Monday, 10 July 2017

REFUGEES EQUALITY LESSON



Yeni Turan Primary School, Ankara
Turkey
Erasmus+ 
Subject:  Mother Tongue  -Social Studies
Pupils: 10  years old
Time: 1 lesson (40 min.)
Autor: K.Belgin Saka Üstünel – Özlem Bulut


Topic: CHILDREN AND THE SYRIAN CRISIS

Objectives:
-To understand the terms migrant and refugee
-To begin to understand the current refugee crisis and why people are leaving their countries (in particular Syria)
-To examine how children especially are being affected

 Preparation for a lesson:
1) If there is an asylum seeker or refugee in the class, it is recommended to speak with the child and parent.
2) Teacher copies Information sheet for every pupil (See ATACHEMENT NO. 1)
3) Teacher copies Think-Pair-Share template for every pair of pupils (See ATTACHEMENT NO 4)

Materials and equipment needed:
 Information sheet for every pupil
Videos (See ATTACHEMENT NO. 2)
Syrian Journey’s map (See ATTACHEMENT NO. 3)
Think-Pair-Share Template for every pair of pupils (See ATTACHEMENT NO 4)
TV set or computer to play videos

Lesson plan


1)    Explain to the class that migrants and refugees are different:

                  Migrants are usually described as people who want to come to another country for a better life and standard of living
                  Refugees are fleeing wars and persecution and want to come to countries like Turkey so they and their families are safe

2)    Ask the class if they can think of any countries where migrants and refugees are coming from? Note these on the board.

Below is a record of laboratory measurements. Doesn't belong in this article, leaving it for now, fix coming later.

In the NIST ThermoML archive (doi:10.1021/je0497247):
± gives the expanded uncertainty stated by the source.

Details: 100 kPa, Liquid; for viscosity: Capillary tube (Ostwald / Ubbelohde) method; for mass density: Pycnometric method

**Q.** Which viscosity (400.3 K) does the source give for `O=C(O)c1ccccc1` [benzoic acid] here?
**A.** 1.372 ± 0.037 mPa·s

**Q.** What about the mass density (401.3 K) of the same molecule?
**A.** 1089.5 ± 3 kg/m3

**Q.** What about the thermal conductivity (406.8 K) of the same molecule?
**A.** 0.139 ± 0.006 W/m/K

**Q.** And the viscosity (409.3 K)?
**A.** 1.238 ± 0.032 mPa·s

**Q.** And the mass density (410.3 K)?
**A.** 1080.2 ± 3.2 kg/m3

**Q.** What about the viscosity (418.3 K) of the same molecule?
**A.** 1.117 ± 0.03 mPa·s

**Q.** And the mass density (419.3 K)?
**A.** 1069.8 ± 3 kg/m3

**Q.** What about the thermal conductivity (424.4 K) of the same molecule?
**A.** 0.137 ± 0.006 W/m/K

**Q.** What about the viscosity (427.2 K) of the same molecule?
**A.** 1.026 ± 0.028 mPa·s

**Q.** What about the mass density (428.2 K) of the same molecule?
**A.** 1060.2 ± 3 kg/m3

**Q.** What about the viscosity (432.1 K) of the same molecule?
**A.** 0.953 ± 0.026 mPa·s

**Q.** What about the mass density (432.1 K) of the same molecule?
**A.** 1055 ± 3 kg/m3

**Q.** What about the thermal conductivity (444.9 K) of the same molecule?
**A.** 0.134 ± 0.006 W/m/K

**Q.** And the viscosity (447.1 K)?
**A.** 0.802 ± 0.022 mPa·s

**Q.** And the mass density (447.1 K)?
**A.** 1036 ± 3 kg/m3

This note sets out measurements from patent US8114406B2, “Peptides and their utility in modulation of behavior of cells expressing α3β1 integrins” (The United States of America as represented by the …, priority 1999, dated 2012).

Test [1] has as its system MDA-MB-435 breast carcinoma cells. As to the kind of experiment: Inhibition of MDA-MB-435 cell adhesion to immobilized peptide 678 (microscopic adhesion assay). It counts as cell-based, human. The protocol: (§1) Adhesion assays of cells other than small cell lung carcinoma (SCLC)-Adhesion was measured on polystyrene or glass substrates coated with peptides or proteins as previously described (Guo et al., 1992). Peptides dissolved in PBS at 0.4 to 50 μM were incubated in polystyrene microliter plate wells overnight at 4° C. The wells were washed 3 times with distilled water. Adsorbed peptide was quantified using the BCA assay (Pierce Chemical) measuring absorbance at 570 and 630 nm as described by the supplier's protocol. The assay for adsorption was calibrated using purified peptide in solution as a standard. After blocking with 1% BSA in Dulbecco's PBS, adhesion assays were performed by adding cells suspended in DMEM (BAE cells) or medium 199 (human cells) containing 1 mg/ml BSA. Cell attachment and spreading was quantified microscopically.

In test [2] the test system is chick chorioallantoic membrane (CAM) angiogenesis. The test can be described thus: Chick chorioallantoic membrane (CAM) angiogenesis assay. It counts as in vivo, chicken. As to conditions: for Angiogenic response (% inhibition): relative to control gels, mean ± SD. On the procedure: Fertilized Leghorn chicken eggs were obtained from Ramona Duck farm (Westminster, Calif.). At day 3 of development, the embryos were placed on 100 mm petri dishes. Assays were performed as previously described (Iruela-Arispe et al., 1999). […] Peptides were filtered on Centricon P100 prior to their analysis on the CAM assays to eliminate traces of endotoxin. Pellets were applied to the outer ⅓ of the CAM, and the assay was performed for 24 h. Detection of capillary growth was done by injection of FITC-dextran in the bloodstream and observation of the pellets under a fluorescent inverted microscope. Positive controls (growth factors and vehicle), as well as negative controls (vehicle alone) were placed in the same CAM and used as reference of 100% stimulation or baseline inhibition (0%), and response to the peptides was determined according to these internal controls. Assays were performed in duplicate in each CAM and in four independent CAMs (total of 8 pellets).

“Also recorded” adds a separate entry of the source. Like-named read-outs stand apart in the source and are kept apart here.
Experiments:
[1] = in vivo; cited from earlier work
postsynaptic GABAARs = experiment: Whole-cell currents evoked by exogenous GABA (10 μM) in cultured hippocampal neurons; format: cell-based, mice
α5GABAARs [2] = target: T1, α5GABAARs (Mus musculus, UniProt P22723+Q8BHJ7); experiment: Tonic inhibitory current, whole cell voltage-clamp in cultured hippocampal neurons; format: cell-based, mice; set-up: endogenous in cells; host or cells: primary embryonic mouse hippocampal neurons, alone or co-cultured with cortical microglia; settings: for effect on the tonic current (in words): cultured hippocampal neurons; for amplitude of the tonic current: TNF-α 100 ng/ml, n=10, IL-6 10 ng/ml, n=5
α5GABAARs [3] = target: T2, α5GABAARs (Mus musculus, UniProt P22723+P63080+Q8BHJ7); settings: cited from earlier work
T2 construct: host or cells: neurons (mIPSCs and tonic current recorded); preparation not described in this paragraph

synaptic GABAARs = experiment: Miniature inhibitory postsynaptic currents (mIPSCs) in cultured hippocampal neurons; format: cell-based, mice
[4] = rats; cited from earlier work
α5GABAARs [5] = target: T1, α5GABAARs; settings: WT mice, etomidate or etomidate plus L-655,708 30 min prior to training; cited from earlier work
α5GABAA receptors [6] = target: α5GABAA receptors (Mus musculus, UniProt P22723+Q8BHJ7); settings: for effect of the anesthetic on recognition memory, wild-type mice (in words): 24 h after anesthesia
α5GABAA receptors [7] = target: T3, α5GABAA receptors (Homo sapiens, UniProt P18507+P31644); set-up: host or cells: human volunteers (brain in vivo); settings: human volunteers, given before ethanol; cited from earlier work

3)    Explain to the class that they are going to focus on Syria and Syrian refugees. Talk about  the information sheet. Teacher gives Information sheet to pupils. Some pupils read aloud .

4)    Show the class some of the videos and images. These represent how children in particular have been affected by the current crisis.



5) Ask pupils to think about the following questions:

·     What it might have been like to live in Syria before the war
·     How it would feel to live in a country where there is a war
·     What it would be like to leave your home because of a war
·     If a refugee student came to your school, how would you treat them?      What kind of questions (if any) would you want to ask them?
·     If you meet a child refugee who doesn’t speak your language, how will   you communicate with them?

6) Pupils answer questions.

7) Group Activity. Teacher explains pupils that now they will work in pairs using a sheet. Every pair has only one question. At the end of the lesson pupils share their answers with the rest of the class on the posters.
Using ‘‘thinkžpairžshare’’, each pair answers one of the following questions:


1.   How do you think the children felt living in Syria during the war? How do you think they feel now they have left their homes?
2.   What do you think the children miss the most now that they have had to leave Syria? Why?

3.   What would you miss the most if you had to leave the place where you live because of war? Why?

How to ‘thinkžpairžshare’:

1.   Think: ask pupils to think about their question on their own for two minutes